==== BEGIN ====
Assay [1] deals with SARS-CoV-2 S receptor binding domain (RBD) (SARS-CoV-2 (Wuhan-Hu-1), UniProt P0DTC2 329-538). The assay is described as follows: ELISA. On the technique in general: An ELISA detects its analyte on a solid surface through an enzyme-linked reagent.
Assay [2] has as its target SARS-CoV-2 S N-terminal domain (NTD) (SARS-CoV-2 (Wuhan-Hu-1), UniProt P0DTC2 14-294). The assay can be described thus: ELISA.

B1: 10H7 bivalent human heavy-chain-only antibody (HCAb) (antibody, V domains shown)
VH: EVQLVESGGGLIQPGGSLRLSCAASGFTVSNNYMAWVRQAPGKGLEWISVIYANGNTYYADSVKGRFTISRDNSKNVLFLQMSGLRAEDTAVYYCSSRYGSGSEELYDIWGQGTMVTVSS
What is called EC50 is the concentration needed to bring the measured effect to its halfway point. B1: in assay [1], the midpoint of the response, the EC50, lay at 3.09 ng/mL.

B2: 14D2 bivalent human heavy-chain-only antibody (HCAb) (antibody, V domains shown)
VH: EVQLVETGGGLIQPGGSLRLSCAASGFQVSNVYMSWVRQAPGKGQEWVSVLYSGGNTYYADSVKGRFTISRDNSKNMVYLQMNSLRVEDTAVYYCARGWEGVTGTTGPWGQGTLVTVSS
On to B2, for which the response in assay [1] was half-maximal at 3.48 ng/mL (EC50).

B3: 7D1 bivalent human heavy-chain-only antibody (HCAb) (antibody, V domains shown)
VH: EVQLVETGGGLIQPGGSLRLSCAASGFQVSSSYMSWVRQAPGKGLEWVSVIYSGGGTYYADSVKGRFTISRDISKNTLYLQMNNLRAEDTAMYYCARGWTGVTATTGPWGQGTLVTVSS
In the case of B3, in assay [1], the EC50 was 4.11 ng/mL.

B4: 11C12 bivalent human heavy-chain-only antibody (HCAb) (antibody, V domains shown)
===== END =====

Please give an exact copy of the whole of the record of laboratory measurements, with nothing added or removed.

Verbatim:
Assay [1] deals with SARS-CoV-2 S receptor binding domain (RBD) (SARS-CoV-2 (Wuhan-Hu-1), UniProt P0DTC2 329-538). The assay is described as follows: ELISA. On the technique in general: An ELISA detects its analyte on a solid surface through an enzyme-linked reagent.
Assay [2] has as its target SARS-CoV-2 S N-terminal domain (NTD) (SARS-CoV-2 (Wuhan-Hu-1), UniProt P0DTC2 14-294). The assay can be described thus: ELISA.

B1: 10H7 bivalent human heavy-chain-only antibody (HCAb) (antibody, V domains shown)
VH: EVQLVESGGGLIQPGGSLRLSCAASGFTVSNNYMAWVRQAPGKGLEWISVIYANGNTYYADSVKGRFTISRDNSKNVLFLQMSGLRAEDTAVYYCSSRYGSGSEELYDIWGQGTMVTVSS
What is called EC50 is the concentration needed to bring the measured effect to its halfway point. B1: in assay [1], the midpoint of the response, the EC50, lay at 3.09 ng/mL.

B2: 14D2 bivalent human heavy-chain-only antibody (HCAb) (antibody, V domains shown)
VH: EVQLVETGGGLIQPGGSLRLSCAASGFQVSNVYMSWVRQAPGKGQEWVSVLYSGGNTYYADSVKGRFTISRDNSKNMVYLQMNSLRVEDTAVYYCARGWEGVTGTTGPWGQGTLVTVSS
On to B2, for which the response in assay [1] was half-maximal at 3.48 ng/mL (EC50).

B3: 7D1 bivalent human heavy-chain-only antibody (HCAb) (antibody, V domains shown)
VH: EVQLVETGGGLIQPGGSLRLSCAASGFQVSSSYMSWVRQAPGKGLEWVSVIYSGGGTYYADSVKGRFTISRDISKNTLYLQMNNLRAEDTAMYYCARGWTGVTATTGPWGQGTLVTVSS
In the case of B3, in assay [1], the EC50 was 4.11 ng/mL.

B4: 11C12 bivalent human heavy-chain-only antibody (HCAb) (antibody, V domains shown)